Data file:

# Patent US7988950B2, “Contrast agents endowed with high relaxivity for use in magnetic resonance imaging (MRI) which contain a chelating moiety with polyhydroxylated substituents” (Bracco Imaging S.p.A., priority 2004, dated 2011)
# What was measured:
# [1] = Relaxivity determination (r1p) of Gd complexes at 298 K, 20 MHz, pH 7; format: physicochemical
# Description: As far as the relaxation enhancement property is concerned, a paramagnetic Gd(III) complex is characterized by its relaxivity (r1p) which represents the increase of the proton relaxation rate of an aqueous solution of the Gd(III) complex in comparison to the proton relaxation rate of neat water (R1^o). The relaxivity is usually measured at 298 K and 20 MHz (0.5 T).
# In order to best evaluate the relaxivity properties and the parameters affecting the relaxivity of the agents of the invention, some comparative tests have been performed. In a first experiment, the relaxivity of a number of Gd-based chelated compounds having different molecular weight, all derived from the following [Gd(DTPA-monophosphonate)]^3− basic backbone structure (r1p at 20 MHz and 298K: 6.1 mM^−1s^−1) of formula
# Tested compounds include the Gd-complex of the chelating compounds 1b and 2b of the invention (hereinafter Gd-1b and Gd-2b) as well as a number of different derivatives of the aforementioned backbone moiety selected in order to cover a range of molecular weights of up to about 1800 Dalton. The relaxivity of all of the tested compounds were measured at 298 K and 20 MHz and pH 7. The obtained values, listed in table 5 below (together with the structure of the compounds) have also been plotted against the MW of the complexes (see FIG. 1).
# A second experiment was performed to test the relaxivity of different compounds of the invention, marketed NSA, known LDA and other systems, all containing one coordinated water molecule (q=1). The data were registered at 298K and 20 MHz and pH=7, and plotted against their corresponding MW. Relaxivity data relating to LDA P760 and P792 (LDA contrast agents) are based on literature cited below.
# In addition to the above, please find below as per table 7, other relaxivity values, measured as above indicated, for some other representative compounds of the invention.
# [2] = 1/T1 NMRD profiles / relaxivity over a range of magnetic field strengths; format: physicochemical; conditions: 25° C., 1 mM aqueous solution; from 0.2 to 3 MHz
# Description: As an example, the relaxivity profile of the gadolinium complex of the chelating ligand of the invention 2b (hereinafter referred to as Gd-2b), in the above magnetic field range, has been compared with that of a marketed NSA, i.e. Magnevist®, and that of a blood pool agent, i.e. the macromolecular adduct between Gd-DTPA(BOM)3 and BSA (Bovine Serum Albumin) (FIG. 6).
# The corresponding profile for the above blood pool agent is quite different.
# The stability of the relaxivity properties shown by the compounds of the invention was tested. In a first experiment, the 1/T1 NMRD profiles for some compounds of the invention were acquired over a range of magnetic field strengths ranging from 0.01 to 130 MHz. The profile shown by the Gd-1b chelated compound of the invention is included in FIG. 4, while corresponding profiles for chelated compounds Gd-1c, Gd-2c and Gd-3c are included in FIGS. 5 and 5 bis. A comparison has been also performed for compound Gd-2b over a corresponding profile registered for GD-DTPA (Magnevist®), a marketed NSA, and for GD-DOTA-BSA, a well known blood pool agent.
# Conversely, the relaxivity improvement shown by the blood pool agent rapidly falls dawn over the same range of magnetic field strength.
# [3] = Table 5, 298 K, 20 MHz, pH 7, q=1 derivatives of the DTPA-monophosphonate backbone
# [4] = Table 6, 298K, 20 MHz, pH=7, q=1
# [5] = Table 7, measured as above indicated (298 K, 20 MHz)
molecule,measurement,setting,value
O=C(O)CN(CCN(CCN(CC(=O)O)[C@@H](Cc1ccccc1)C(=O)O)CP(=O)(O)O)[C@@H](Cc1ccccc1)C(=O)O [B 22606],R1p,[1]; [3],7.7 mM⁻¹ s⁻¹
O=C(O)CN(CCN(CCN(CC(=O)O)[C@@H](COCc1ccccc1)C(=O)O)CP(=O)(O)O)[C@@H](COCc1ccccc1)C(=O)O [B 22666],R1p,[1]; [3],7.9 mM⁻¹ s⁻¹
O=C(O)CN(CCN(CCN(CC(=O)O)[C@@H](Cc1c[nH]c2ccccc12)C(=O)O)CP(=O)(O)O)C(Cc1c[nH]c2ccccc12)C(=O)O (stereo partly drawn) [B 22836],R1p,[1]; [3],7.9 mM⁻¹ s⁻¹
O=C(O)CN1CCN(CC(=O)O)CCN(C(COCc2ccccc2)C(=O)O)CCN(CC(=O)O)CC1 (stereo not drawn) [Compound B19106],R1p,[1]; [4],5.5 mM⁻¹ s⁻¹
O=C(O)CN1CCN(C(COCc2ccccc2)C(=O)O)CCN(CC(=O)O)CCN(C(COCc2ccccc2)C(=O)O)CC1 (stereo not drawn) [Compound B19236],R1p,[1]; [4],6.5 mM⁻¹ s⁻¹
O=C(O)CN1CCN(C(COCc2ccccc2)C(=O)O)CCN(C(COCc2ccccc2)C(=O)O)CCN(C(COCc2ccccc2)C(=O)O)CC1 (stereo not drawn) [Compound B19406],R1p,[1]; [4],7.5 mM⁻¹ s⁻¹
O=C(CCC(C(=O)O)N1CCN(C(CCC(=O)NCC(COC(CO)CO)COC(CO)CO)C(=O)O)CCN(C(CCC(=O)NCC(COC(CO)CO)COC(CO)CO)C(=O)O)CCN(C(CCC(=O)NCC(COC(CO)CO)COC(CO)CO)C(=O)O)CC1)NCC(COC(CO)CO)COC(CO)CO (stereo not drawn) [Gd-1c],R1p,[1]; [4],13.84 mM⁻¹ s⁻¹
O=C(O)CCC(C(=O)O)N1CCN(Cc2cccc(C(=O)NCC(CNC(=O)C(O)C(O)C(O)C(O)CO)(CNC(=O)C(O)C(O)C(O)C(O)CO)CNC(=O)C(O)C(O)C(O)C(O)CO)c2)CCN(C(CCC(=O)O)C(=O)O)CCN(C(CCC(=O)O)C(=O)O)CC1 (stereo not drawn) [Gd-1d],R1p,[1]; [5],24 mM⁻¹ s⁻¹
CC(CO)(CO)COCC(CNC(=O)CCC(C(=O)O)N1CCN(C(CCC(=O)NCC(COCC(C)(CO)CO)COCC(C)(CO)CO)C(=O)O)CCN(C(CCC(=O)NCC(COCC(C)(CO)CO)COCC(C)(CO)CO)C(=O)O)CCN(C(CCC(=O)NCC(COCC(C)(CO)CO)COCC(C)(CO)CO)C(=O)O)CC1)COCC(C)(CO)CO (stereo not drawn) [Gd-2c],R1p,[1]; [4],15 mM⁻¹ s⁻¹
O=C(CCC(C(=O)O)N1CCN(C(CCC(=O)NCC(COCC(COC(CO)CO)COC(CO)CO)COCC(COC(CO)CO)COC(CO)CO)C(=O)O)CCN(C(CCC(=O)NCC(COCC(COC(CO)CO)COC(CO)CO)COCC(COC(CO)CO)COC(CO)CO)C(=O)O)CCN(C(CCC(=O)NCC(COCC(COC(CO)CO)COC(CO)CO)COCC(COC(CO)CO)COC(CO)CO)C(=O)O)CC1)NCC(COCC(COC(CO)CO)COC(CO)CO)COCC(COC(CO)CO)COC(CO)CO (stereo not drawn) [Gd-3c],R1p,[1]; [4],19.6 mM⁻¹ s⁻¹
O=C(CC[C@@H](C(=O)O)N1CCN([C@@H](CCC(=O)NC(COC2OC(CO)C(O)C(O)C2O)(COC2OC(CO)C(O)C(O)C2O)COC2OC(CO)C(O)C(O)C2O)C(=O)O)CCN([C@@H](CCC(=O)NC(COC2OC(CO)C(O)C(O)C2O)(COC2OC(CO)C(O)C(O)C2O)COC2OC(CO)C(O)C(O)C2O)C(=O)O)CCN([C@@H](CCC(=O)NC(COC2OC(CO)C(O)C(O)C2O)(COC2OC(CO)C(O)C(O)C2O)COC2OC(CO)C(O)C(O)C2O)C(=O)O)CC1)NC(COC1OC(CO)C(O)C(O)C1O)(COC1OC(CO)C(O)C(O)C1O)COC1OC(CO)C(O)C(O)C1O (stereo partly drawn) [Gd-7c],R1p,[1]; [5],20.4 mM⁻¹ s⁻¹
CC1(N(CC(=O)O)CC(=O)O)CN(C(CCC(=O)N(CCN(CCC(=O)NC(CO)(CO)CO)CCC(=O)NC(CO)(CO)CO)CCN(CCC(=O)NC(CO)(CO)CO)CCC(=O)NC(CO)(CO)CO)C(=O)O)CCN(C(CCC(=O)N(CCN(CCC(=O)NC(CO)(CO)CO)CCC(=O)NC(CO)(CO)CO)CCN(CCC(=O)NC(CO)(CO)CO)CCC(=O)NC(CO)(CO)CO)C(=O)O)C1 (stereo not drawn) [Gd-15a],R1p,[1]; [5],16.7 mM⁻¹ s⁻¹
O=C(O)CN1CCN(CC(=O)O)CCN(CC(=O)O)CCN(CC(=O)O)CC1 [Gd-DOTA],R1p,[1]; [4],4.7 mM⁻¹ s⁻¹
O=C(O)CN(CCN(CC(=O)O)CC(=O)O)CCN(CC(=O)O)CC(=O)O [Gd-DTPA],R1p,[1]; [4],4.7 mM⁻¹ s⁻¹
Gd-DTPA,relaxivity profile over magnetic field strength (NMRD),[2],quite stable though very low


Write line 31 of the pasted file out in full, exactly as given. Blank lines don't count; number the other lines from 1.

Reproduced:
O=C(O)CN(CCN(CC(=O)O)CC(=O)O)CCN(CC(=O)O)CC(=O)O [Gd-DTPA],R1p,[1]; [4],4.7 mM⁻¹ s⁻¹